Frankie Christopher (Victor Mature) is at police headquarters being questioned for the murder of Vicky Lynn (Carole Landis). In the next room her sister Jill (Betty Grable) is also being questioned. The police are going over Frankie’s relationship with Vicky and when they met. Frankie is a sports promoter. Vicky was a waitress in a restaurant. Frankie was sitting with his friends, actor Robin Ray (Alan Mowbray) and gossip columnist Larry Evans (Allyn Joslyn). Frank mentions that he could turn Vicky into a celebrity. The other two egg him on. Vicky goes along with it.
Frankie takes Vicky to all the happening hangouts and introduces her to all the right people. With Robin’s and Larry’s help Vicky becomes the toast of the town. Vicky ends up being signed by a producer and is planning on heading to Hollywood without Frankie. The next day Jill comes home and finds Frankie kneeling over Vicky’s dead body.
Detective Ed Cornell (Laird Cregar) is sure that Frankie killed her even though he protests his innocence. Without any evidence they let Frankie go. Cornell begins to haunt both Jill and Frankie looking for evidence and overstepping his authority. With Cornell always around Jill and Frankie begin to become attracted to each other and fall in love. Jill believes Frankie is innocent and they both try to figure out who the real killer is.
Jill gives Frankie a note that he sent to Vicky that at first blush is suspicious but actually has a reasonable explanation. Cornell, ever dogging them, overhears their conversation and arrests Frankie. Jill, in a panic, hits Cornell over the head with a vase knocking him out. Now they are both on the run from the police, especially Cornell whose determination seems a little more than just being a good cop. There’s more to his obsession with Frankie than just due diligence and there’s still a killer out there somewhere.
“I Wake Up Screaming” was released in 1941 and was directed by H. Bruce Humberstone. It is an American film noir based on the novel by Steve Fisher.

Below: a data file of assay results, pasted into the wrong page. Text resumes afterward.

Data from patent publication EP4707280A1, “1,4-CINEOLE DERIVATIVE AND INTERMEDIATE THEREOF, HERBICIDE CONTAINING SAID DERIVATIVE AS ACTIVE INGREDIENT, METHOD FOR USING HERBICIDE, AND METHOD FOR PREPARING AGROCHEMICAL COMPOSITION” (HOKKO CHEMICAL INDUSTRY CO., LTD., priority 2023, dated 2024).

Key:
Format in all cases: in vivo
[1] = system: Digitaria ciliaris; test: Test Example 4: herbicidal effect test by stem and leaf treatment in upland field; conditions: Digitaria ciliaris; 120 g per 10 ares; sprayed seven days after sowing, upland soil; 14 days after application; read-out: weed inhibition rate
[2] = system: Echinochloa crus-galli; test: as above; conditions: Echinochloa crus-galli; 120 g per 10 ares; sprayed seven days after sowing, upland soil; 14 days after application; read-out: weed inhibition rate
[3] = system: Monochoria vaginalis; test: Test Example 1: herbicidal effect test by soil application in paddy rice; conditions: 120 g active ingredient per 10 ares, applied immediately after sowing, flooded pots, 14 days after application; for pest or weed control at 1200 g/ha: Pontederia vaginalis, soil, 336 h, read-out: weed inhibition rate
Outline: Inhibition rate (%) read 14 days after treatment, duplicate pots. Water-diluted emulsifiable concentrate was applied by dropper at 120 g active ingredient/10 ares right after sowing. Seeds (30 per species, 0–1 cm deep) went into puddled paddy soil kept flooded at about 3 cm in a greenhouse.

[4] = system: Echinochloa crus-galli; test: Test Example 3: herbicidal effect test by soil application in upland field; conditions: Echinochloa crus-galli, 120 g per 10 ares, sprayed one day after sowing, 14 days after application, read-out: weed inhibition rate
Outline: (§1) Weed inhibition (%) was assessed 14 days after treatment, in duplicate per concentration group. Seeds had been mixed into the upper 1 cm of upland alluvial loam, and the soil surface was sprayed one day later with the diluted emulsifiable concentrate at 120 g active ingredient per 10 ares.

Everything about this movie screams noir, except the music score. I know there’s other music in there but all I could hear was “Somewhere Over the Rainbow” over and over. It seems to be the main theme of the film. It got to the point I was singing along with it. Despite the poor choice in background music the film is quintessential noir, especially the lighting and the camera angles. Humberstone makes excellent use of light and shadows throughout the film. As for the camera angles, Laird Cregar at 6”3” is always filmed looking up giving him an even more threatening posture than just his size and attitude alone. He’s whole presence on screen is positively gigantic.
Betty Grable as the good girl willing to step over the line for love is good. Victor Mature manages to look both disreputable and misunderstood at the same time. His character seems a little of both and someone who just needed the love of a good woman to keep him on the right path. Mature is use to playing these troubled parts but this was Grable’s first and probably only time playing a serious role.
At one point the film’s title was changed to “Hot Spot”. Even some of the promotional material reflected the change. Before the film was released it was changed back to “I Wake Up Screaming” which was also the title of the book. Good move. “Hot Spot” just doesn’t have the same dark color that the original title does.
Reportedly, Laird Cregar went on a ride-along with L.A. police as character background knowledge for his part. Apparently he ended up caught up in a real shooting. Cregar also went to work on the film shortly after an emergency appendectomy.
The film is quite good but not as well known as it should be. If you’re a noir fan this is one that has what it takes. Except that music.